November 5, 2010

Parisian Flat Remained Untouched for 70 years


The rent faithfully paid, a Parisian apartment was recently unshuttered and unlocked after 70 years of being uninhabited. A treasure house was found inside.

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This is the sort of thing I actually have night-time dreams about. Secret rooms. Secret treasures. The kind of dream that leaves me invigorated. Read on.

The 9th arrondissement apartment belonged to a young woman who had left for the south of France at the onset of Word War II never to return. Experts said entering the untouched, cobwebby place was like stumbling upon the castle of Sleeping Beauty where time had stood still.

The place was a trove of 19th Century furniture; a time capsule of the Belle Epoque.  There was a stuffed ostrich and a pre-war Mickey Mouse. Carpets, books, vases and paintings.

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I'm guessing that the young lady who abandoned the apartment who was only 21 at the time, may have inherited the apartment and not known what to do with it. The furniture and fittings all seem decidedly Fin de siècle.  Because of the war, the task of dealing with the property went onto the back burner. She obviously had the luxury of enough money not to care. She died in June of 2010.

The heart of Olivier Choppin-Janvry, the auctioneer charged with divvying up the property, skipped a beat when his eyes fell on an exquisite painting of a woman in pink. Thinking that is was most probably the work of Giovanni Boldini, he knew he had struck gold when he found a visiting card with a scribbled love note from Boldini.


The muse of the painting was the recently-deceased owner's grandmother, Marthe de Florian, an actress and demi-mondaine with a long list of admirers including Georges Clemenceau.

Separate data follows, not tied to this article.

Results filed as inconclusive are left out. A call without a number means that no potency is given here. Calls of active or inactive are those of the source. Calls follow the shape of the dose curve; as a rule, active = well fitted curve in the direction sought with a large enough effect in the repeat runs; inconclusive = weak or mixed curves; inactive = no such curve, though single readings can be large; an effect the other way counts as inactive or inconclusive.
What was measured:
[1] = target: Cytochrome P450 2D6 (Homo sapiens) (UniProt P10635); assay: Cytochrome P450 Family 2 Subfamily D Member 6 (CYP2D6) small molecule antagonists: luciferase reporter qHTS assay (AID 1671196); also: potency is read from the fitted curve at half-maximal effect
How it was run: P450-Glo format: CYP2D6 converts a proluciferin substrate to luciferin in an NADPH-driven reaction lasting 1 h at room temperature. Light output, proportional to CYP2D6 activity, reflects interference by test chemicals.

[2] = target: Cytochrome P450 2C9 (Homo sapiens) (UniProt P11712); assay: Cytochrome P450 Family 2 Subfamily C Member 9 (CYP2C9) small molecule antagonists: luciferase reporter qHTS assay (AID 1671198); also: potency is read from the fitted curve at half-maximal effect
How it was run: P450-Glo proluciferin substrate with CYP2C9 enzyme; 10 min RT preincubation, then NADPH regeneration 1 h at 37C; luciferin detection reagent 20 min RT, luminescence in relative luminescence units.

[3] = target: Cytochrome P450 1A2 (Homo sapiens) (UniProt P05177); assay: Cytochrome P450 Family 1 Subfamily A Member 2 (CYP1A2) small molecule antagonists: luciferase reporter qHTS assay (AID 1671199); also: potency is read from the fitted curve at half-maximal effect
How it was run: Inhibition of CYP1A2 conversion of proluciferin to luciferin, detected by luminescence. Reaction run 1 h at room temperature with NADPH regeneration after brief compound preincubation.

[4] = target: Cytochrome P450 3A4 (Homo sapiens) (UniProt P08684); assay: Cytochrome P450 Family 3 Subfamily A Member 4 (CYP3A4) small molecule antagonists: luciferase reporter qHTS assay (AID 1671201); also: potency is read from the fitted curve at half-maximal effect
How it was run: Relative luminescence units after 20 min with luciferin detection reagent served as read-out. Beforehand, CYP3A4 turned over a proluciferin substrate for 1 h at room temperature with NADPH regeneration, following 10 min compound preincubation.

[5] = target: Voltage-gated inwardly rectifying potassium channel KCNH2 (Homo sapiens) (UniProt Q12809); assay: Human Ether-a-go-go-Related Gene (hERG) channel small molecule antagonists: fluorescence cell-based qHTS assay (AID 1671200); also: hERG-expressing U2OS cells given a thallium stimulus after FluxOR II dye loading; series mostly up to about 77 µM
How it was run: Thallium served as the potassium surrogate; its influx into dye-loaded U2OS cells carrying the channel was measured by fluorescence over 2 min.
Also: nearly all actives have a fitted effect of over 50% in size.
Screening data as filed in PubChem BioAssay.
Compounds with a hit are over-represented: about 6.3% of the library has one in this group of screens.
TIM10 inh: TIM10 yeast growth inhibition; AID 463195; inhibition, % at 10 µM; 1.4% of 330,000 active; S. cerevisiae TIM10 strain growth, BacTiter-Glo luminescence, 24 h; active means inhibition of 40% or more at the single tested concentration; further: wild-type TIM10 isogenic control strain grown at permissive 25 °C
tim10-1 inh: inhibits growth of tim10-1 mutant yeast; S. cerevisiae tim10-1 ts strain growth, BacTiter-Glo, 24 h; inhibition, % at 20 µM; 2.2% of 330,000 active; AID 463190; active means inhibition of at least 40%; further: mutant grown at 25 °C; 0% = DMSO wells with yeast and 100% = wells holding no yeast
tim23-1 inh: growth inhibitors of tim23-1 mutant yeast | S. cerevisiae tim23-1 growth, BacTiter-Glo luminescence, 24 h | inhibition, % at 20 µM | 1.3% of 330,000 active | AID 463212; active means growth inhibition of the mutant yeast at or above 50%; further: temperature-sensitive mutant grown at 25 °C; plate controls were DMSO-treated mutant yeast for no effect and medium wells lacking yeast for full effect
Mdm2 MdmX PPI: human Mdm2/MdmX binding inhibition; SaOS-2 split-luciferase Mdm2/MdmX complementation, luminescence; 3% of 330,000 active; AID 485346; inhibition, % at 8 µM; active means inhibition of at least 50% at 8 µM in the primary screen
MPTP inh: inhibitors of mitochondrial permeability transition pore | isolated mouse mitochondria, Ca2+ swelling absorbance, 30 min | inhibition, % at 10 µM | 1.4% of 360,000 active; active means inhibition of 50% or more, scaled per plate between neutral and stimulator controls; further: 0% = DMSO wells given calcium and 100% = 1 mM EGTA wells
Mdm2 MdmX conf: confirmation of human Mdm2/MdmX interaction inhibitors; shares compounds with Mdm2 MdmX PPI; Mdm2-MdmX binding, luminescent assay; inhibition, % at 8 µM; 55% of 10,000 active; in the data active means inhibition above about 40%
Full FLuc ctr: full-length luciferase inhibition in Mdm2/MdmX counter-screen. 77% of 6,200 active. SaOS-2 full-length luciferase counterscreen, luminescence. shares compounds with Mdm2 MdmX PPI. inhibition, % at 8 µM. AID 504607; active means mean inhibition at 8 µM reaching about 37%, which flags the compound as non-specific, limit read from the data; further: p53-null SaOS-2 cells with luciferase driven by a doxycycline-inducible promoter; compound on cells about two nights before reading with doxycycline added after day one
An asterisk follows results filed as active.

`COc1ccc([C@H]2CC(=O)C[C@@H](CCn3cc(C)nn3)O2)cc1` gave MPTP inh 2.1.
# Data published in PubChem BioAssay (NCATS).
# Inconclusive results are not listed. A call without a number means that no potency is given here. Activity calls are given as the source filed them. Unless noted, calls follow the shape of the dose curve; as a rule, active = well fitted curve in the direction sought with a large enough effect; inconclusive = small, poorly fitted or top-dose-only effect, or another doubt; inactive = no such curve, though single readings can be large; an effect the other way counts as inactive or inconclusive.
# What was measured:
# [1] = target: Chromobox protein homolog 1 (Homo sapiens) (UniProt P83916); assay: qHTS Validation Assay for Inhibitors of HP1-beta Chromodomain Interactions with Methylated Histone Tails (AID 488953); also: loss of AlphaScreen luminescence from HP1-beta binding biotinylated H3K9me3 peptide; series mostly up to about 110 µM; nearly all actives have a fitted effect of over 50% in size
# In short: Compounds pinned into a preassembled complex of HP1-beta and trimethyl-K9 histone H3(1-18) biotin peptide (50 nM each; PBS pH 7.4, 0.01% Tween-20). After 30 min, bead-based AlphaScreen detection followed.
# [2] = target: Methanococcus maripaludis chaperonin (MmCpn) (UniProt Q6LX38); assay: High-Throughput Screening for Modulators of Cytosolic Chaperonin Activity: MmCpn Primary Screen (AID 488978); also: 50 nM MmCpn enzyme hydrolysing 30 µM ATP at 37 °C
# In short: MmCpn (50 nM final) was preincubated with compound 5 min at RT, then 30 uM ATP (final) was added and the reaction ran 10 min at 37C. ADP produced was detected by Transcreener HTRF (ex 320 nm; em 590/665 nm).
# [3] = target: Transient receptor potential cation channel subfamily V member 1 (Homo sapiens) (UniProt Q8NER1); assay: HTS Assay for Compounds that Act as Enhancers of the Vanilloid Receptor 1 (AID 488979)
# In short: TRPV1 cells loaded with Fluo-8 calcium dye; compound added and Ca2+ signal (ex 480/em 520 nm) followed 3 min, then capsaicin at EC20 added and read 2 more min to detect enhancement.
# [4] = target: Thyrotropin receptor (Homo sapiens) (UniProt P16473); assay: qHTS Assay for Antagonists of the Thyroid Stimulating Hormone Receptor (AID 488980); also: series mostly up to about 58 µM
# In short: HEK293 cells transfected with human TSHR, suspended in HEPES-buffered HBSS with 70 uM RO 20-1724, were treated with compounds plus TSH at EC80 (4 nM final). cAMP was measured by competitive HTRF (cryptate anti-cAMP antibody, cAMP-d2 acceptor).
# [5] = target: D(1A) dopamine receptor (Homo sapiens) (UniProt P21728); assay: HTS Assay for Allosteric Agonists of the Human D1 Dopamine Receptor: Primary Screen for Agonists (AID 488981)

Choppin-Janvry auctioned off the painting at his own auction house. The starting bid for the painting was €300,000 but the price rocketed as ten bidders vied for the Boldini. Under the hammer for €2.1 million, it was a world record for the artist.

Boldini was also the friend (lover?) of one of my favourite bad girls, Marchesa Casati. Boldini painted her at least twice. Please click here to read my post on the Marchesa Casati.

This discovery is also strongly reminding me of a little gem of a book I have called In The Heart of Paris: The Fabulous Adventures of an Antique Dealer by Yvonne De Bremond D'Ars The gorgeous little thing published by Gollancz in 1960 is illustrated by Foujita! Here's part of the blurb.

An irresistible old French gentleman presents himself one day in the Antique shop of Mademoiselle Yvonne De Bremond D'Ars in the Faubourg St. Honore and begs for her aid. He is to administer  the estate of his late brother, who has left him with a wealth of treasures which his inexperienced eye can never value. This fortune he is to distribute to his five orphan nieces, long since scattered and out of touch, each absorbed by a different milieu into which the chances of life and personality have carried her. Each niece must be traced and her character assessed, for the riches, the old collector has instructed, are to be divided equally, not by material value, but in relation to the pleasure they bring to the legatees.

If you stumble upon this book at a used book sale, which is where I found my copy for $4.00, I would recommend it.